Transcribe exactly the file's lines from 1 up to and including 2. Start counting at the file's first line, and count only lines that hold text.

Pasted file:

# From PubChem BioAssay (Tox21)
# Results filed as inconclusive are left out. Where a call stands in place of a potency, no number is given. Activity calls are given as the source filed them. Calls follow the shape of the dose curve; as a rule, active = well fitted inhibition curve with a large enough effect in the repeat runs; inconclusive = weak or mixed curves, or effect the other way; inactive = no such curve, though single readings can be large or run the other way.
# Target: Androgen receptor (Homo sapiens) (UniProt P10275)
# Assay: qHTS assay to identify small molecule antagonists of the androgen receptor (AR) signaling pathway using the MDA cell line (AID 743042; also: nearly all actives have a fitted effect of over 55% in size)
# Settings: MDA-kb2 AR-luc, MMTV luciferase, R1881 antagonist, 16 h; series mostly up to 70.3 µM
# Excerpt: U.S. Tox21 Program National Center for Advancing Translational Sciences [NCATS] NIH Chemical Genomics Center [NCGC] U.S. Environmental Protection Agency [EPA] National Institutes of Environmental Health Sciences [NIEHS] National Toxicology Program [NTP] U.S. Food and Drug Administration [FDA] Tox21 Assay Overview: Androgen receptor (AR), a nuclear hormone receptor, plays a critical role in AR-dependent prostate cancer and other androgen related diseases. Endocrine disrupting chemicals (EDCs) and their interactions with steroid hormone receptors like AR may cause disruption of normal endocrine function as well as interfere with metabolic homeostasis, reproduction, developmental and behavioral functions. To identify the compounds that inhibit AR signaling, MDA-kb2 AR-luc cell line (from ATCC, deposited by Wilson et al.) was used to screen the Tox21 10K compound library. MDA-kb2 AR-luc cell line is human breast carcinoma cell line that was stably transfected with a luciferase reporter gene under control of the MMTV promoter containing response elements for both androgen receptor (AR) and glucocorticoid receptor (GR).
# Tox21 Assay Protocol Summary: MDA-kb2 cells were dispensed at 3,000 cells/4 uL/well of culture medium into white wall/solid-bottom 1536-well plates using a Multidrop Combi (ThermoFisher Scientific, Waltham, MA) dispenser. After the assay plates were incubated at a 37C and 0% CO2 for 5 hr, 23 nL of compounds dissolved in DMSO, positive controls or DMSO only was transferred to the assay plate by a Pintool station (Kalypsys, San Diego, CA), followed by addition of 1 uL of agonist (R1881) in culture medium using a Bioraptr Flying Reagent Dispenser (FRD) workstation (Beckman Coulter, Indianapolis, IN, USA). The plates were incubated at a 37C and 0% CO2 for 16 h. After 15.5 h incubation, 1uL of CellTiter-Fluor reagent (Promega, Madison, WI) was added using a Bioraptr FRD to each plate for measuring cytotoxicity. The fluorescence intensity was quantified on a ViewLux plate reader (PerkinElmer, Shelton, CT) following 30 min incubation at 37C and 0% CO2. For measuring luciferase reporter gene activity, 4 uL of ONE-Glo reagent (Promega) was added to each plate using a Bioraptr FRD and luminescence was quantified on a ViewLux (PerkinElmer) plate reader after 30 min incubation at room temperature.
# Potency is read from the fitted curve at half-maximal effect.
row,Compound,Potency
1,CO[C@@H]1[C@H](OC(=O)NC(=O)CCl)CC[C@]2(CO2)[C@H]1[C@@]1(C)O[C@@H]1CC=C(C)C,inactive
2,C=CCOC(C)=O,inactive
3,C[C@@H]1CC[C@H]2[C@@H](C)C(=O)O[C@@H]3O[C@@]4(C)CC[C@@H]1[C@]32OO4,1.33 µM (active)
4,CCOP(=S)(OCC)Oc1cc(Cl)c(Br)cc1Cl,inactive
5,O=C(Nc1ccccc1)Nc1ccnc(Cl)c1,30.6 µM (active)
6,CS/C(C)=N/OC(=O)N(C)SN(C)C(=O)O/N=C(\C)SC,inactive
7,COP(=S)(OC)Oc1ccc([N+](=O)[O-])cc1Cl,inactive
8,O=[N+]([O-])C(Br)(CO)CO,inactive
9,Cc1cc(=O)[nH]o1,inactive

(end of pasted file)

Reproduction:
# From PubChem BioAssay (Tox21)
# Results filed as inconclusive are left out. Where a call stands in place of a potency, no number is given. Activity calls are given as the source filed them. Calls follow the shape of the dose curve; as a rule, active = well fitted inhibition curve with a large enough effect in the repeat runs; inconclusive = weak or mixed curves, or effect the other way; inactive = no such curve, though single readings can be large or run the other way.